The New York Times

In Afghan Election, Signs of Systemic Fraud Cast Doubt on Many Votes



KABUL, Afghanistan — When the campaign team led by Manawar Shah came under threat on the day of the Afghan presidential runoff, it was not from the Taliban, he said, but from the people who were supposed to be keeping order: an alliance of government officials, security forces and supporters of the candidate Ashraf Ghani.

Beaten and prevented from using their video equipment and cellphones, Mr. Shah’s team members, working for the candidate Abdullah Abdullah in Khost Province, spent June 14 watching fraud but unable to document it. In one polling center, Mr. Shah said, they saw just 500 voters and election officials casting multiple ballots, for a total of 10,531 votes.

That episode and others like it led Mr. Abdullah to level accusations of a conspiracy by Mr. Ghani, election officials and President Hamid Karzai to rig the vote, plunging the country into crisis and creating a new threat of factional violence. After years of Western aid spent building it, the Afghan state is suddenly at risk of collapsing just as American troops are leaving.

The impasse grew so grave that some senior Afghan officials considered imposing an interim government — a move tantamount to a coup, but one that the officials insisted might be needed to head off violence.

Mr. Ghani and Mr. Karzai have denied Mr. Abdullah’s accusations. But interviews with Afghan and international officials support some of the most serious of Mr. Abdullah’s claims, offering new details of a broad effort to push the runoff to Mr. Ghani, including a pressure campaign by election and palace officials and ballot-box stuffing orchestrated by an ally of Mr. Karzai. Most spoke on the condition of anonymity to avoid offending senior Afghan officials.

The huge scale of the fraud — involving perhaps more than two million ballots out of roughly eight million reported cast, according to independent international estimates — has stymied efforts to achieve a democratic transition. Secretary of State John Kerry has intervened twice to keep the campaigns in agreement on a unity government and a complete audit of the vote, but the process has repeatedly broken down in disputes.

Despite the hopes that drove millions of Afghans to cast legitimate votes to choose a president, the extent of the fraud has ensured that even if the process comes to a peaceful conclusion, the result will look less like an election correction than a brokered result. And in recent days, officials have quietly expressed worries that even keeping the peace may be difficult.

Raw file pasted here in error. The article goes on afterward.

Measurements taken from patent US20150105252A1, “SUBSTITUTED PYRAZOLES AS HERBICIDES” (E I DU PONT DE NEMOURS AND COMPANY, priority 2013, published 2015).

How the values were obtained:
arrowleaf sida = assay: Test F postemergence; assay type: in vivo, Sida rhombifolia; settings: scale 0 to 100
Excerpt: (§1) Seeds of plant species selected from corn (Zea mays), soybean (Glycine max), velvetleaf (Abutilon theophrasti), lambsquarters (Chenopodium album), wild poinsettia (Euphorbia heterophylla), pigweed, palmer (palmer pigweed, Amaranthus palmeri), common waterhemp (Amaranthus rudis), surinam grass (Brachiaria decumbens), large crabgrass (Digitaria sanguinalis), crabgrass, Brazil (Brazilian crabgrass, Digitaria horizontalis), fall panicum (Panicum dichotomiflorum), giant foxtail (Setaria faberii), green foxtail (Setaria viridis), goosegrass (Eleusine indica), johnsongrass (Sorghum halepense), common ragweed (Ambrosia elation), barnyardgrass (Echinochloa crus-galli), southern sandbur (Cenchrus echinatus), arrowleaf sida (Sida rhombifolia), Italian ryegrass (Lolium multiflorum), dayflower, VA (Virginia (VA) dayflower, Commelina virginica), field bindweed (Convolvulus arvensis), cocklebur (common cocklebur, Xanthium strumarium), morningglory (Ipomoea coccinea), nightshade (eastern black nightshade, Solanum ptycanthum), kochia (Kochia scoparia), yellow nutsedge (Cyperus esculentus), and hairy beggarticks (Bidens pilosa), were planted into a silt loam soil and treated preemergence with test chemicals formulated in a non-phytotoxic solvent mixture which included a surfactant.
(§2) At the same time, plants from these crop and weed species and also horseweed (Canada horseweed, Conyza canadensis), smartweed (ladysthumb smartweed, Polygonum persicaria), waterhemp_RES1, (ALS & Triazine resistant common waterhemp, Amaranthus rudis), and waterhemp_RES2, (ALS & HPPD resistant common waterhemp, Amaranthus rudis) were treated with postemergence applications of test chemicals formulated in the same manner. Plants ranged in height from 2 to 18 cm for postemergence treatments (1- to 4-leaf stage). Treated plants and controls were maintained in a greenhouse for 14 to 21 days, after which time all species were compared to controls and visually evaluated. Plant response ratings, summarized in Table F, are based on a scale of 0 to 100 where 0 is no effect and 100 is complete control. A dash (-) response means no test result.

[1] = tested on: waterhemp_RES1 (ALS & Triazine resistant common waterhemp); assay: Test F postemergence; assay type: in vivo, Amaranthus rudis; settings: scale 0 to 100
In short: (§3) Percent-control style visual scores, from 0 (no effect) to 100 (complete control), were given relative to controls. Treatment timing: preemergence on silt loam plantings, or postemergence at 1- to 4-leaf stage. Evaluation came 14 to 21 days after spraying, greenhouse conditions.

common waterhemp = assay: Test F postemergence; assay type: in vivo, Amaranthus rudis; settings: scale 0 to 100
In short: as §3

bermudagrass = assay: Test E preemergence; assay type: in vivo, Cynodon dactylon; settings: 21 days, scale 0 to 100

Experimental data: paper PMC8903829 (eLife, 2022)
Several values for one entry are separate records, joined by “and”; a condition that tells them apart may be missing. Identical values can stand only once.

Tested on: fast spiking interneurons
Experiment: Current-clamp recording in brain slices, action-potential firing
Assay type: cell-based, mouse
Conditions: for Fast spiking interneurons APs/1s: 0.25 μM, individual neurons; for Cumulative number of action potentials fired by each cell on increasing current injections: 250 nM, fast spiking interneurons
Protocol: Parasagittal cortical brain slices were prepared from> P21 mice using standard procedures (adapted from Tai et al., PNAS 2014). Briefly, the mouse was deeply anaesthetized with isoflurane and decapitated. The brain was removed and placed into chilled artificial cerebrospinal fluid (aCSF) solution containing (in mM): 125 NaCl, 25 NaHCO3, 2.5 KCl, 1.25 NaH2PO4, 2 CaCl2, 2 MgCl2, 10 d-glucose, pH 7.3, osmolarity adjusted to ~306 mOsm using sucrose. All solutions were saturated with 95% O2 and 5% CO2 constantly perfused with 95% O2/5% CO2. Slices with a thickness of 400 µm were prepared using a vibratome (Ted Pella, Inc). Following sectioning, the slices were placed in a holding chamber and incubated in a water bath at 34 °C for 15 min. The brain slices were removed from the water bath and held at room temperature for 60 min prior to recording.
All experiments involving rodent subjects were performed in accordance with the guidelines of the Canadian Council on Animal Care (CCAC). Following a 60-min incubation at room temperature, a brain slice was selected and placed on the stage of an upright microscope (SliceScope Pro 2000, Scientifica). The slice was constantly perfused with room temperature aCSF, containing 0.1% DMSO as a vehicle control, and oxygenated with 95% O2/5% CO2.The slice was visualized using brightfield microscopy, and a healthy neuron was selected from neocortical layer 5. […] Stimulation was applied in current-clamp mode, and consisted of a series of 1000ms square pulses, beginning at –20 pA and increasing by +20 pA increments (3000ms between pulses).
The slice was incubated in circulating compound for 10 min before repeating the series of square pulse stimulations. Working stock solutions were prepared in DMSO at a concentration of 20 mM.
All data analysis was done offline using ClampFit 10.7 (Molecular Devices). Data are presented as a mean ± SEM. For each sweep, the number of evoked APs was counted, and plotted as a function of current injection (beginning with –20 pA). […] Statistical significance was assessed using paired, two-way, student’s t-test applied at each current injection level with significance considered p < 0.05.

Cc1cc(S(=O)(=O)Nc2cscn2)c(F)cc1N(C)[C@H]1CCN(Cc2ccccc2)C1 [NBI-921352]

The warning signs have been there since the 2009 presidential election between Mr. Karzai and Mr. Abdullah, when 1.3 million fraudulent ballots were thrown out. Deeply angered by Western handling of that election, Mr. Karzai pushed changes to the election commissions and the electoral law, removing international delegates from the complaints commission, appointing new commissioners and outlawing a statistical method used for identifying fraud.

As the election approached, Mr. Karzai avoided public statements for or against any specific candidate and insisted he was staying out of the process. The president did, however, make an important introduction.

Early on, Mr. Karzai referred an operations officer to the Independent Election Commission, describing him as his “nephew” — an expression of his favor rather than of actual kinship. The official was Zia ul-Haq Amarkhail, an energetic young officer who had worked in the field operations of the commission for two years and knew his way around the system.

He was promptly appointed head of the secretariat of the commission, putting him in charge of electoral operations. One official who works inside the election commission said Mr. Amarkhail met frequently with senior aides to the president at the palace, though election officials were supposed to guard their independence.

Early in the election dispute, Abdullah campaign officials offered a series of audio recordings in which they said Mr. Amarkhail, other election officials and Ghani campaign workers could be heard directing various officials in ballot-box stuffing. That identification has been supported by a number of Western and Afghan officials who say the tapes are from direct intercepts of telephone calls.

Mr. Amarkhail insisted that the recordings were faked but resigned from his post. Mr. Abdullah and his aides have refused to explain how they gained possession of the recordings.

The Abdullah campaign also had an energetic election operator on its side, Fazil Ahmad Manawi, a former election commissioner and Supreme Court judge who is now a senior adviser to Mr. Abdullah. Like Mr. Amarkhail, Mr. Manawi has been accused of orchestrating fraud in both rounds of this election.

Mr. Manawi had a front-row seat as an election commissioner during the 2009 presidential election and then served three years as the chairman of the commission, overseeing the parliamentary elections, which were also riddled with accusations of corruption. As the current dispute unfolded, he was on the front lines of Mr. Abdullah’s fight with the commission.